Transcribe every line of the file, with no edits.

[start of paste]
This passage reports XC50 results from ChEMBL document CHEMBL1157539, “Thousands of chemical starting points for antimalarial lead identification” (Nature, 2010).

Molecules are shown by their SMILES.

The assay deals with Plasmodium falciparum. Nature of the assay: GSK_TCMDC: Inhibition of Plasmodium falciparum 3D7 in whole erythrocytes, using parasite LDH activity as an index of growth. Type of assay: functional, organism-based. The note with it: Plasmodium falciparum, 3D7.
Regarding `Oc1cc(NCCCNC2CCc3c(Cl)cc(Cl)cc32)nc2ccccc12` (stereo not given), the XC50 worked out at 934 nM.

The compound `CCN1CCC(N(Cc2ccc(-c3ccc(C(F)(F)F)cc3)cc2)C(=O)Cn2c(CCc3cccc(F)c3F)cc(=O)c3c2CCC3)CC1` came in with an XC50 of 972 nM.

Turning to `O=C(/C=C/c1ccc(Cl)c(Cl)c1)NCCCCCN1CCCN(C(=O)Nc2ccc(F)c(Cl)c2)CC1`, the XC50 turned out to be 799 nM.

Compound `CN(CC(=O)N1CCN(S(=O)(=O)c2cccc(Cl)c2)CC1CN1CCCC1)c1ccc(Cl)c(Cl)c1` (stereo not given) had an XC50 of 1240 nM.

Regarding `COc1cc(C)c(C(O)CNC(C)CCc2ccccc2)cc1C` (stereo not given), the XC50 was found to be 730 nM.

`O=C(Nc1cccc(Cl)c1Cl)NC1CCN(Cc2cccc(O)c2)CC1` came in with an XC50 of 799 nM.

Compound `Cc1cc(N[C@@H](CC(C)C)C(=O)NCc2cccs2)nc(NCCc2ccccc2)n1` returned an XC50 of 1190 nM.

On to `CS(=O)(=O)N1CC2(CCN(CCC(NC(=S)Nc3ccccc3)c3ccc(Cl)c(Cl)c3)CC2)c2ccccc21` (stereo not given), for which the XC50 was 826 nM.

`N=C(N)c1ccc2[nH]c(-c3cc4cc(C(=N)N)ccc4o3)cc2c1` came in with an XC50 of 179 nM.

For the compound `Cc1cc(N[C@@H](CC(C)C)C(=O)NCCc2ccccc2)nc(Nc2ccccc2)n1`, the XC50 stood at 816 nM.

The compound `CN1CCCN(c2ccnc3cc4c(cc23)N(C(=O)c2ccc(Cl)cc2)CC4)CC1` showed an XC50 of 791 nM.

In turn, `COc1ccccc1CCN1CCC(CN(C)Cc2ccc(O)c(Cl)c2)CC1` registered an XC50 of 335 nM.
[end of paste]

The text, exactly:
This passage reports XC50 results from ChEMBL document CHEMBL1157539, “Thousands of chemical starting points for antimalarial lead identification” (Nature, 2010).

Molecules are shown by their SMILES.

The assay deals with Plasmodium falciparum. Nature of the assay: GSK_TCMDC: Inhibition of Plasmodium falciparum 3D7 in whole erythrocytes, using parasite LDH activity as an index of growth. Type of assay: functional, organism-based. The note with it: Plasmodium falciparum, 3D7.
Regarding `Oc1cc(NCCCNC2CCc3c(Cl)cc(Cl)cc32)nc2ccccc12` (stereo not given), the XC50 worked out at 934 nM.

The compound `CCN1CCC(N(Cc2ccc(-c3ccc(C(F)(F)F)cc3)cc2)C(=O)Cn2c(CCc3cccc(F)c3F)cc(=O)c3c2CCC3)CC1` came in with an XC50 of 972 nM.

Turning to `O=C(/C=C/c1ccc(Cl)c(Cl)c1)NCCCCCN1CCCN(C(=O)Nc2ccc(F)c(Cl)c2)CC1`, the XC50 turned out to be 799 nM.

Compound `CN(CC(=O)N1CCN(S(=O)(=O)c2cccc(Cl)c2)CC1CN1CCCC1)c1ccc(Cl)c(Cl)c1` (stereo not given) had an XC50 of 1240 nM.

Regarding `COc1cc(C)c(C(O)CNC(C)CCc2ccccc2)cc1C` (stereo not given), the XC50 was found to be 730 nM.

`O=C(Nc1cccc(Cl)c1Cl)NC1CCN(Cc2cccc(O)c2)CC1` came in with an XC50 of 799 nM.

Compound `Cc1cc(N[C@@H](CC(C)C)C(=O)NCc2cccs2)nc(NCCc2ccccc2)n1` returned an XC50 of 1190 nM.

On to `CS(=O)(=O)N1CC2(CCN(CCC(NC(=S)Nc3ccccc3)c3ccc(Cl)c(Cl)c3)CC2)c2ccccc21` (stereo not given), for which the XC50 was 826 nM.

`N=C(N)c1ccc2[nH]c(-c3cc4cc(C(=N)N)ccc4o3)cc2c1` came in with an XC50 of 179 nM.

For the compound `Cc1cc(N[C@@H](CC(C)C)C(=O)NCCc2ccccc2)nc(Nc2ccccc2)n1`, the XC50 stood at 816 nM.

The compound `CN1CCCN(c2ccnc3cc4c(cc23)N(C(=O)c2ccc(Cl)cc2)CC4)CC1` showed an XC50 of 791 nM.

In turn, `COc1ccccc1CCN1CCC(CN(C)Cc2ccc(O)c(Cl)c2)CC1` registered an XC50 of 335 nM.